More Pleasant Surprises with Ubuntu

More Pleasant Surprises with Ubuntu

Summary: As I continue to test and work with Ubuntu, I have come across a few more very pleasant surprises:- I plugged in my Logitech V20 Notebook Speakers (USB). They worked.

SHARE:
TOPICS: Linux
0

As I continue to test and work with Ubuntu, I have come across a few more very pleasant surprises:

- I plugged in my Logitech V20 Notebook Speakers (USB). They worked.

- I plugged in my Logitech QuickCam for Notebooks Deluxe. It worked. No muss, no fuss, so searching for drivers, it just worked.

- I plugged in my Canon BJC-55 printer. It worked. I printed a test page on it, and it came out perfect. This really is getting quite impressive.

- I plugged in my Philips SPC1300NC webcam, and although it is recognized and identified correctly, it doesn't seem to work. This is a bit surprising, since it is a UVC-compatible device, I'll have to look into it a bit more.

- The Skype presence reporting system has definitely not been fixed. They (Skype) keep telling my friend who still uses it that the presence bug has been fixed, and I keep seeing that it certainly isn't. As long as Skype is running, it produces an apparently never-ending stream of messages informing me that various of my contacts have come on line, or gone off line - some of whom I know are not doing so, because I am chatting with them on Gizmo or ooVoo! I still don't see how an IM/chat program is supposed to be of any use at all, when it can not tell you reliably if your contacts are online or not.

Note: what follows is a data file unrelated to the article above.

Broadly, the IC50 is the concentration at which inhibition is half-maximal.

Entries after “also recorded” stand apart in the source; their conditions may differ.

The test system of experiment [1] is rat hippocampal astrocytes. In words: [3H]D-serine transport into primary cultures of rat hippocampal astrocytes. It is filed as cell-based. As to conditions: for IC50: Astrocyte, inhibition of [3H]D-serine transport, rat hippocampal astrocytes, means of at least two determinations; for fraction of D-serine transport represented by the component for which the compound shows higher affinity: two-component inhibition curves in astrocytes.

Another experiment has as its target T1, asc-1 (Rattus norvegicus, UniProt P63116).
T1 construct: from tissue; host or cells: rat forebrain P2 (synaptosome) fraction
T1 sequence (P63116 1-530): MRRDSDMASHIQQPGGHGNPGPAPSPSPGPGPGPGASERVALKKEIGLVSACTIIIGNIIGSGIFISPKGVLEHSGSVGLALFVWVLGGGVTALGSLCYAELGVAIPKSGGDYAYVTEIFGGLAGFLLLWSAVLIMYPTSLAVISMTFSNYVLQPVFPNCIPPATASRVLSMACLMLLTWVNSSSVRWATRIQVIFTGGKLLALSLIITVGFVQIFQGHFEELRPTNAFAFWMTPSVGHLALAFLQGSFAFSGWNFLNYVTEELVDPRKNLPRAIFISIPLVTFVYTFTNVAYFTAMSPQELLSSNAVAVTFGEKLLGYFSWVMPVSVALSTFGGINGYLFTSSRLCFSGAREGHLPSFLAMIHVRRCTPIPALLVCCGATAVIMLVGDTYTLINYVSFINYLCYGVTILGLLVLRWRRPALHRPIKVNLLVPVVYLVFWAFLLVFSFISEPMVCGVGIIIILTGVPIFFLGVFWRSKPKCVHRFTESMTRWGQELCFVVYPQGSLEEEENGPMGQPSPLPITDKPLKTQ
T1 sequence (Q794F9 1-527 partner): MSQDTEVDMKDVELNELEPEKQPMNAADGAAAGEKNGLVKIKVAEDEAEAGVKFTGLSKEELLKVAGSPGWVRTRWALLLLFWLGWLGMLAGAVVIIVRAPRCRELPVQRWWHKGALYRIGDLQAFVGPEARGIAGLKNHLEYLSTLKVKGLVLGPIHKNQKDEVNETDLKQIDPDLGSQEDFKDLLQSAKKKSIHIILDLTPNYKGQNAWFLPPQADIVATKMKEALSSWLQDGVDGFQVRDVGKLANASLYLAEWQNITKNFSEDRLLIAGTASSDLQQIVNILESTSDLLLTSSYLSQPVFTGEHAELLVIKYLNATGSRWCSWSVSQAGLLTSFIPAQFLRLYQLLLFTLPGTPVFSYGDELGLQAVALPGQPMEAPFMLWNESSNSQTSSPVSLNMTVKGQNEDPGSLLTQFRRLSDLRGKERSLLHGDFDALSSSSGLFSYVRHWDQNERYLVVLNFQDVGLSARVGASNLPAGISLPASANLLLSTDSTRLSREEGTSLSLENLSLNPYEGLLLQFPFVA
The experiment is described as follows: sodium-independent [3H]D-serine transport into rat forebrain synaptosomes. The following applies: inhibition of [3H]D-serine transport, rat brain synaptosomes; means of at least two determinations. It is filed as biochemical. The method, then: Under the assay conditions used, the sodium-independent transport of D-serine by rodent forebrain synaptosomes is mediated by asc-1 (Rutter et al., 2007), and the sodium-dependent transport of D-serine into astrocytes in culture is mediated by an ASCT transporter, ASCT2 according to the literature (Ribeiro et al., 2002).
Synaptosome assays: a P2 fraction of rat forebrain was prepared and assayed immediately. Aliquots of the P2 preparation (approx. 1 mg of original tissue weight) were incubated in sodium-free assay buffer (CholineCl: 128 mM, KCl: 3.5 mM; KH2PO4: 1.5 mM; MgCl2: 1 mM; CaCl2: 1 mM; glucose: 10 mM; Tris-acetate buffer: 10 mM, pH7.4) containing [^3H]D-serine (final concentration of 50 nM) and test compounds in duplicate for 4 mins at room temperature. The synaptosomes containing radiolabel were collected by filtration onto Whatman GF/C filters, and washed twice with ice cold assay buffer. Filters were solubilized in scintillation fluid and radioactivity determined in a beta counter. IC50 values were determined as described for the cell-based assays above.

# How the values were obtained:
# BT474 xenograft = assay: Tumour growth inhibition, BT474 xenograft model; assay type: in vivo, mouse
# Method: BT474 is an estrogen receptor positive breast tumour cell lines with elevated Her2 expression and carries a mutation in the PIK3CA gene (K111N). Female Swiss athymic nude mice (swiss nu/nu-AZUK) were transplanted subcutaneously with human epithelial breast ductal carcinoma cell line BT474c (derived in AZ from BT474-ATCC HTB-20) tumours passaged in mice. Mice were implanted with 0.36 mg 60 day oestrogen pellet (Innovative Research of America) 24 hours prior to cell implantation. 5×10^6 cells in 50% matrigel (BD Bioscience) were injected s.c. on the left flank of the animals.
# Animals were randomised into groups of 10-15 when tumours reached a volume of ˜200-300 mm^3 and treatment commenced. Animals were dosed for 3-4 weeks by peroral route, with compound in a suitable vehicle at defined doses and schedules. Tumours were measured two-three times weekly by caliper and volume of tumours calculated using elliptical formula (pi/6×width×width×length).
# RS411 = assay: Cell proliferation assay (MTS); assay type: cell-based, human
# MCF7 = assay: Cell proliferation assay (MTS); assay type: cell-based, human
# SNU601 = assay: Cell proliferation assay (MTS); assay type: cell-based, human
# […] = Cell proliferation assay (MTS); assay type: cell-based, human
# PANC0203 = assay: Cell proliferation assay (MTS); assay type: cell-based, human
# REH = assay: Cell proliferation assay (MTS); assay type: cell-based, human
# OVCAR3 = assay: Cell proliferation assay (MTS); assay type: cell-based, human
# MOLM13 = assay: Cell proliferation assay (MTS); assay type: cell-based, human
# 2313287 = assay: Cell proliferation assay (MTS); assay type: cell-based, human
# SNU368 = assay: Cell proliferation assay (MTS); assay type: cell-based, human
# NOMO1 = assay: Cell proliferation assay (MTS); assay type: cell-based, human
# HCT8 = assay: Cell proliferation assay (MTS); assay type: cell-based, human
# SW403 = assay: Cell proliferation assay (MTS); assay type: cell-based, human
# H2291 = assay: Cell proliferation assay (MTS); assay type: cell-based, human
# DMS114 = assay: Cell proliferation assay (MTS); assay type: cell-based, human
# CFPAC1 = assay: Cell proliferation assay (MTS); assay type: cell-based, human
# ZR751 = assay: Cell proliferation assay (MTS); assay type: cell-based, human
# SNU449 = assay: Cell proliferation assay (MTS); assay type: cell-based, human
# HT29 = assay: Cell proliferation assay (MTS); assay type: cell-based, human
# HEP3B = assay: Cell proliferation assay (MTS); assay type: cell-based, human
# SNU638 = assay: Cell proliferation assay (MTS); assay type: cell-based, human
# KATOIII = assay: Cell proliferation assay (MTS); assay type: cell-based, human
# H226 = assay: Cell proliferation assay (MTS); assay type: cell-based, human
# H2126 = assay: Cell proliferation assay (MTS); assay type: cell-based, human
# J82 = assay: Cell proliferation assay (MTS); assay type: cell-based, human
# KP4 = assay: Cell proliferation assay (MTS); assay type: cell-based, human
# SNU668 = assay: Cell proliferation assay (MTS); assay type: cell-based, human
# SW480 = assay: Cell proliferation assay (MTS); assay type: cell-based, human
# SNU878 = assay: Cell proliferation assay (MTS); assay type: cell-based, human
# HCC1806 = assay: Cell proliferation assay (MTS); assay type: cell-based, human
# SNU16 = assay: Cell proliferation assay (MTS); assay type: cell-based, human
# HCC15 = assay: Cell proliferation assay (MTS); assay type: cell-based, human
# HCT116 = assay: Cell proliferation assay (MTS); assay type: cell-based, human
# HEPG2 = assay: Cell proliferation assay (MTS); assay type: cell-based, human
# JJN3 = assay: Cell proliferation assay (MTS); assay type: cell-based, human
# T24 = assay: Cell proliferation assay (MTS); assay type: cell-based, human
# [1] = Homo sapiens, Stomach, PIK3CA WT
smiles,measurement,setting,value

- The Citrix Presentation Server Client is definitely much more stable on Ubuntu than it is on Windows. I can connect it once, in the morning, and stay connected all day; on Windows, it loses the connection occasionally. This might be unique to my Windows laptop, or the configuration or software running on it, but it is a real pain.

So, I will continue using, testing, evaluating and reporting on Ubuntu. The contrast with how this all went with Vista is interesting, I think. When I loaded Vista, I was very positive and hopeful, and each time I started out thinking it was great, and would work out fine for me. Then I kept finding more and more problems, until they finally became so serious that I had to give up and go back to XP. With Ubuntu, I was very skeptical when I loaded it, I honestly expected to have it running for a day or so, just to see what worked and what didn't. As I tested it, and then actually started working with it, I became more and more impressed with it, and more comfortable using it, and I now have no intention of removing it again.

If it continues to go this way, what I will probably do is try loading Ubuntu on the newer Lifebook S6510, and see how it works there. It will be interesting to see how it handles the Core2 Duo CPU, the Intel Wireless-N networking, and the built-in Logitech webcam. If all of that works, I'll keep Ubuntu on that one, and swap the S2110 back to the Windows XP Pro disk.

jw 3/6/2008

Topic: Linux

J.A. Watson

About J.A. Watson

I started working with what we called "analog computers" in aircraft maintenance with the United States Air Force in 1970. After finishing military service and returning to university, I was introduced to microprocessors and machine language programming on Intel 4040 processors. After that I also worked on, operated and programmed Digital Equipment Corporation PDP-8, PDP-11 (/45 and /70) and VAX minicomputers. I was involved with the first wave of Unix-based microcomputers, in the early '80s. I have been working in software development, operation, installation and support since then.

Kick off your day with ZDNet's daily email newsletter. It's the freshest tech news and opinion, served hot. Get it.

Talkback

0 comments
Log in or register to start the discussion